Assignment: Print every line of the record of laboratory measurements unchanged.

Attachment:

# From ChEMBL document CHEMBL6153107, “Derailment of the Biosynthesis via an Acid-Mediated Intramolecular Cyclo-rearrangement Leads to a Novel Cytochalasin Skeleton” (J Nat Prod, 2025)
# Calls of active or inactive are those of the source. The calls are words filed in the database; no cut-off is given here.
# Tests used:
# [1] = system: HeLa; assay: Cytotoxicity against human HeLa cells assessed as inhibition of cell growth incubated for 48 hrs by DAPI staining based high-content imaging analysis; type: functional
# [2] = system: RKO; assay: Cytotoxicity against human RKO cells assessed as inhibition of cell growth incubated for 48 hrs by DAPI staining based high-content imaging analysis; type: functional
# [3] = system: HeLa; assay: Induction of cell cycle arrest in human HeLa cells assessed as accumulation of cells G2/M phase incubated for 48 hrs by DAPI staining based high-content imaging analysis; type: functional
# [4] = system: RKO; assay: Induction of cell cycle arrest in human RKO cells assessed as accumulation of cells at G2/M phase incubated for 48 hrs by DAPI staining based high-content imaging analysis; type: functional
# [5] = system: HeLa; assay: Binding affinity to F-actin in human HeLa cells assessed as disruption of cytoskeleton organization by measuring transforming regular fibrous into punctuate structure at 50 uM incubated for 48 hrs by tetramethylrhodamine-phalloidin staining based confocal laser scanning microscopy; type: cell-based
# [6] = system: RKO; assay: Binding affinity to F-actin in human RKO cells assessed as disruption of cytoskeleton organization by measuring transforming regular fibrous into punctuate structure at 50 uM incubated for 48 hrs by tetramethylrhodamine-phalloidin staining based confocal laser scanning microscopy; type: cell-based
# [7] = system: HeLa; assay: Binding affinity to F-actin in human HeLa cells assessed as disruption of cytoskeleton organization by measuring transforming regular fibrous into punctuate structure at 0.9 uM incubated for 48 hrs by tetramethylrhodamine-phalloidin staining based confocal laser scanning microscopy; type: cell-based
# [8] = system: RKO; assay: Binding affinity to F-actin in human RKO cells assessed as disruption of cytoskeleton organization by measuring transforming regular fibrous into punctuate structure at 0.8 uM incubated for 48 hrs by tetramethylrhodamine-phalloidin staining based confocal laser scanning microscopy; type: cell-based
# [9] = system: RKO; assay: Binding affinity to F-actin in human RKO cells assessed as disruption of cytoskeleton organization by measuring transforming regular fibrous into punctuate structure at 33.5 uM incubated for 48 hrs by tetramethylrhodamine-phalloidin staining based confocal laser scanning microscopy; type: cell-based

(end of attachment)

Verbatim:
# From ChEMBL document CHEMBL6153107, “Derailment of the Biosynthesis via an Acid-Mediated Intramolecular Cyclo-rearrangement Leads to a Novel Cytochalasin Skeleton” (J Nat Prod, 2025)
# Calls of active or inactive are those of the source. The calls are words filed in the database; no cut-off is given here.
# Tests used:
# [1] = system: HeLa; assay: Cytotoxicity against human HeLa cells assessed as inhibition of cell growth incubated for 48 hrs by DAPI staining based high-content imaging analysis; type: functional
# [2] = system: RKO; assay: Cytotoxicity against human RKO cells assessed as inhibition of cell growth incubated for 48 hrs by DAPI staining based high-content imaging analysis; type: functional
# [3] = system: HeLa; assay: Induction of cell cycle arrest in human HeLa cells assessed as accumulation of cells G2/M phase incubated for 48 hrs by DAPI staining based high-content imaging analysis; type: functional
# [4] = system: RKO; assay: Induction of cell cycle arrest in human RKO cells assessed as accumulation of cells at G2/M phase incubated for 48 hrs by DAPI staining based high-content imaging analysis; type: functional
# [5] = system: HeLa; assay: Binding affinity to F-actin in human HeLa cells assessed as disruption of cytoskeleton organization by measuring transforming regular fibrous into punctuate structure at 50 uM incubated for 48 hrs by tetramethylrhodamine-phalloidin staining based confocal laser scanning microscopy; type: cell-based
# [6] = system: RKO; assay: Binding affinity to F-actin in human RKO cells assessed as disruption of cytoskeleton organization by measuring transforming regular fibrous into punctuate structure at 50 uM incubated for 48 hrs by tetramethylrhodamine-phalloidin staining based confocal laser scanning microscopy; type: cell-based
# [7] = system: HeLa; assay: Binding affinity to F-actin in human HeLa cells assessed as disruption of cytoskeleton organization by measuring transforming regular fibrous into punctuate structure at 0.9 uM incubated for 48 hrs by tetramethylrhodamine-phalloidin staining based confocal laser scanning microscopy; type: cell-based
# [8] = system: RKO; assay: Binding affinity to F-actin in human RKO cells assessed as disruption of cytoskeleton organization by measuring transforming regular fibrous into punctuate structure at 0.8 uM incubated for 48 hrs by tetramethylrhodamine-phalloidin staining based confocal laser scanning microscopy; type: cell-based
# [9] = system: RKO; assay: Binding affinity to F-actin in human RKO cells assessed as disruption of cytoskeleton organization by measuring transforming regular fibrous into punctuate structure at 33.5 uM incubated for 48 hrs by tetramethylrhodamine-phalloidin staining based confocal laser scanning microscopy; type: cell-based